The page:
161: no sense of direction

Yesterday I was suffering from a lack of motivation caused, I suspect, by the knowledge that to get to any good trails from my house would involve a ludicrous amount of sticky clay on my boots. I do not like mud, and living where I do at the edge of the London Clay Bed (that’s geology, that is) there is a lot of about, especially after the amount of rain last week. However, the training plan called for an 8k so I needed to do something.

(Why are we training? See here and please throw some pennies our way!)

With the promise of bara brith and a sausage roll London sister agreed to make the trek over to Essex and with the help of Peter Aylmer’s Walking in Essex we headed off to Hatfield Forest for a 10k ramble. It’s a handy little pocket sized book with 25 different walks as well as a good guide to the Essex Way. Thanks to a walk round Lea Valley Park one summer afternoon, Tan refers to Essex as a ‘flyblown wasteland’ which is a little unfair, as currently it’s more of a swamp.

We parked in the official car park near the cafe and lake, and the start of the walk was back in Takeley Street. I flummoxed Tan by being completely unable to relate where we were to the map in front of us. That was the point that she made me hand over the book and promise never to attempt a solo walk which wasn’t clearly waymarked. This is probably a good idea.

Anyway, thanks to Tan we found the start of the walk on the Flitch Way, a ‘linear nature reserve’ along a former railway line from Braintree to Bishop’s Stortford. After half a mile or so we turned off into fields along the Pincey Brook valley, stopping for a picnic on a handy tree trunk. The walk intersected in places with the Harcamlow Way and then looped back into Hatfield Forest, where we realised just how close we were to Stansted Airport’s runways.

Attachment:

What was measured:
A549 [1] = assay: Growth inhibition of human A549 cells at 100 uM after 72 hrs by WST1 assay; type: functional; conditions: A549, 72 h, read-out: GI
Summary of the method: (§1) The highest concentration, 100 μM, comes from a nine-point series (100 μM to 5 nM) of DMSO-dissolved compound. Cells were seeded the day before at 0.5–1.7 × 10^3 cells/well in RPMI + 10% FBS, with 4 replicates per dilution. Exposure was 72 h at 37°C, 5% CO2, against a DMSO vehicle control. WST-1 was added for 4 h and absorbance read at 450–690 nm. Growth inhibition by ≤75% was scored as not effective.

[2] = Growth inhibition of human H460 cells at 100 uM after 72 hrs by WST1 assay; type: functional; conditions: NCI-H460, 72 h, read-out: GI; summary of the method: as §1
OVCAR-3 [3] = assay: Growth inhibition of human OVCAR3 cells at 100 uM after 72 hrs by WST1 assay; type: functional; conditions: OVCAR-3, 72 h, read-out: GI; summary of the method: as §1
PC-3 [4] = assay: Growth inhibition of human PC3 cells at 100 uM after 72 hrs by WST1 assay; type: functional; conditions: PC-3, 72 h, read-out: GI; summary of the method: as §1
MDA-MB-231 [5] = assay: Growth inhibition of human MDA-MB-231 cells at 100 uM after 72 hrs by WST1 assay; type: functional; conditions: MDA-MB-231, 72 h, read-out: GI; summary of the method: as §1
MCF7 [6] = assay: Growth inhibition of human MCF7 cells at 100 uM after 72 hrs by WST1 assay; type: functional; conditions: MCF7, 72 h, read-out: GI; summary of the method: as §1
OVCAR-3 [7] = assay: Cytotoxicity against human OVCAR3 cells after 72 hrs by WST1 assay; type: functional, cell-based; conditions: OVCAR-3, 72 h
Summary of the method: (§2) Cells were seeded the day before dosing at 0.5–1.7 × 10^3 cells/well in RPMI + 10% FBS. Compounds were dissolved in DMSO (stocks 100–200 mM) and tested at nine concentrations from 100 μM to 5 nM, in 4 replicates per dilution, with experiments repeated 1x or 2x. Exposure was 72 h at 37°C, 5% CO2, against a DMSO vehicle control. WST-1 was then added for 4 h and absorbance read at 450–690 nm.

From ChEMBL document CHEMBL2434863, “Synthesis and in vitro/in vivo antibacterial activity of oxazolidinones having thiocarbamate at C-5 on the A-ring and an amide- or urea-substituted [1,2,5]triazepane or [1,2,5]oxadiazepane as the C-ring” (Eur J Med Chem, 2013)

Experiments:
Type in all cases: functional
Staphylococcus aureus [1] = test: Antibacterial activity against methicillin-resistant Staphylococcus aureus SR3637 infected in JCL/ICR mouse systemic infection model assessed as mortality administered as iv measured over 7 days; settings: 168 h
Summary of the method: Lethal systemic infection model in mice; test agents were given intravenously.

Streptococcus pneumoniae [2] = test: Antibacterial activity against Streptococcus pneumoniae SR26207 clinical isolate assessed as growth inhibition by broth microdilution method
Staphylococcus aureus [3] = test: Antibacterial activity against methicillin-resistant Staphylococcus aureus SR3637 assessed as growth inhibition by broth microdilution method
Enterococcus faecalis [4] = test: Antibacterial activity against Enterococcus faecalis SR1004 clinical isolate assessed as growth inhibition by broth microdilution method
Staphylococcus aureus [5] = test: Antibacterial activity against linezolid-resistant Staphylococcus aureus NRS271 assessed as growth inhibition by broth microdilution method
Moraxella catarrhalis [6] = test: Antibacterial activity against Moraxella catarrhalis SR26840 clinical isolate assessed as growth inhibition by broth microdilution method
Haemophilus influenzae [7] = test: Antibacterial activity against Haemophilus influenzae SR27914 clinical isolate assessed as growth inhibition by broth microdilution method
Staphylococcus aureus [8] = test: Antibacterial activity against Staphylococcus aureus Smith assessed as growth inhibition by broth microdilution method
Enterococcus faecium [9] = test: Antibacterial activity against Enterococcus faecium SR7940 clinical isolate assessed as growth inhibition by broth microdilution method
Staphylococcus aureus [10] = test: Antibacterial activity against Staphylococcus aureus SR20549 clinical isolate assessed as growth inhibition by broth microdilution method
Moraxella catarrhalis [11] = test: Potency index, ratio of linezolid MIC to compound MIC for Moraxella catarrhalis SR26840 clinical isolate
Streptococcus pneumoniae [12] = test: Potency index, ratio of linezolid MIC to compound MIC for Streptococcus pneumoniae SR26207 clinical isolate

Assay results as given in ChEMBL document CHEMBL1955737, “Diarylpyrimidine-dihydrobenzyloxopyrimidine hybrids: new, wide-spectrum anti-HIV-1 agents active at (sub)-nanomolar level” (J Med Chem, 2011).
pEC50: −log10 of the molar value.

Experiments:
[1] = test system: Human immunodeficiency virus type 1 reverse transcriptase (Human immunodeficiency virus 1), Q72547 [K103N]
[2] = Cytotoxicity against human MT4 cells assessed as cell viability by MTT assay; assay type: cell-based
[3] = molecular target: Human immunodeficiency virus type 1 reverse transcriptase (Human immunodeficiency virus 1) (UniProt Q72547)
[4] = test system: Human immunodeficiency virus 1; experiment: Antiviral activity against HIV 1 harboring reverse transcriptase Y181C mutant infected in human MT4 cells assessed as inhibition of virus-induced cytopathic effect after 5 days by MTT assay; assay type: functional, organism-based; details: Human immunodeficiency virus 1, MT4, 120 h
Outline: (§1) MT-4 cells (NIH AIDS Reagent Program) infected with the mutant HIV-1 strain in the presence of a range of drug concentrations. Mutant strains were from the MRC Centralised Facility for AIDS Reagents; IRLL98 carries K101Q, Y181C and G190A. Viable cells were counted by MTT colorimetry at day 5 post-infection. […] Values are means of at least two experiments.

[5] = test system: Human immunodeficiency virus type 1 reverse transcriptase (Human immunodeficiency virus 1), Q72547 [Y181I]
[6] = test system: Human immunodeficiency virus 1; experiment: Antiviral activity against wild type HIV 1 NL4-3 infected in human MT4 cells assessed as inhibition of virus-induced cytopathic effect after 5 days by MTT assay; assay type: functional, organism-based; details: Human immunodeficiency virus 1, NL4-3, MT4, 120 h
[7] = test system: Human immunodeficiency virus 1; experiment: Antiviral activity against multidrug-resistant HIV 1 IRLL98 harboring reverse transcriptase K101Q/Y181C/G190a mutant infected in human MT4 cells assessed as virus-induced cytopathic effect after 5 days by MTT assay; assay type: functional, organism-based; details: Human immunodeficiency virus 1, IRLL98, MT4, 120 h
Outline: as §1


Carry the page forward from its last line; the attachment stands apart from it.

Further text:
Hatfield Forest was full of dog walkers and miniature swamps, as well as cowslips and primroses, and although we didn’t find the promised Iron Age remains at Portingbury Hills we didn’t get lost despite diversions off the route round Colin’s Coppice. Back at the lake we had a look at the Shell House, designed by a 15 year old who may never have seen a chicken or an eagle, and admired the ducks before sitting down for bara brith and hot drinks – coffee for Tan and hot chocolate for me – just as the weather started to turn. And turn it did – the rainstorm hit as we were on the M11 and visibility was almost nil as we were coming back into North Weald.

It was easier to find some motivation this morning so I was up and out by 7am, with a non-muddy route planned which took me up to North Weald Redoubt, Ongar Park Hall farm and Dial House, and across to Toot Hill where I got distracted by a road I hadn’t been down before (to Clatterford End) before remembering that I was going swimming at half past eight which meant racing home to sluice off and change into my bathers. I spotted my first hare of the year as well as three muntjacs and a whole lot of rabbits along the route.

And now I need a nap, but the ironing is looking at me…

Other things making me happy this week

  • Homemade bara brith
  • New Kate Shugak installation appearing on my Kindle
  • Being bounced at by the Bella-dog this morning
  • Hyacinths on the windowsill
  • The cherry tree at the end of the road in full blossom and smelling like marzipan
  • Sunday afternoon with time for a nap….

See you next week!

Kirsty x

What I’ve been reading:

Kate Shugak investigations 8-18 – Dana Stabenow

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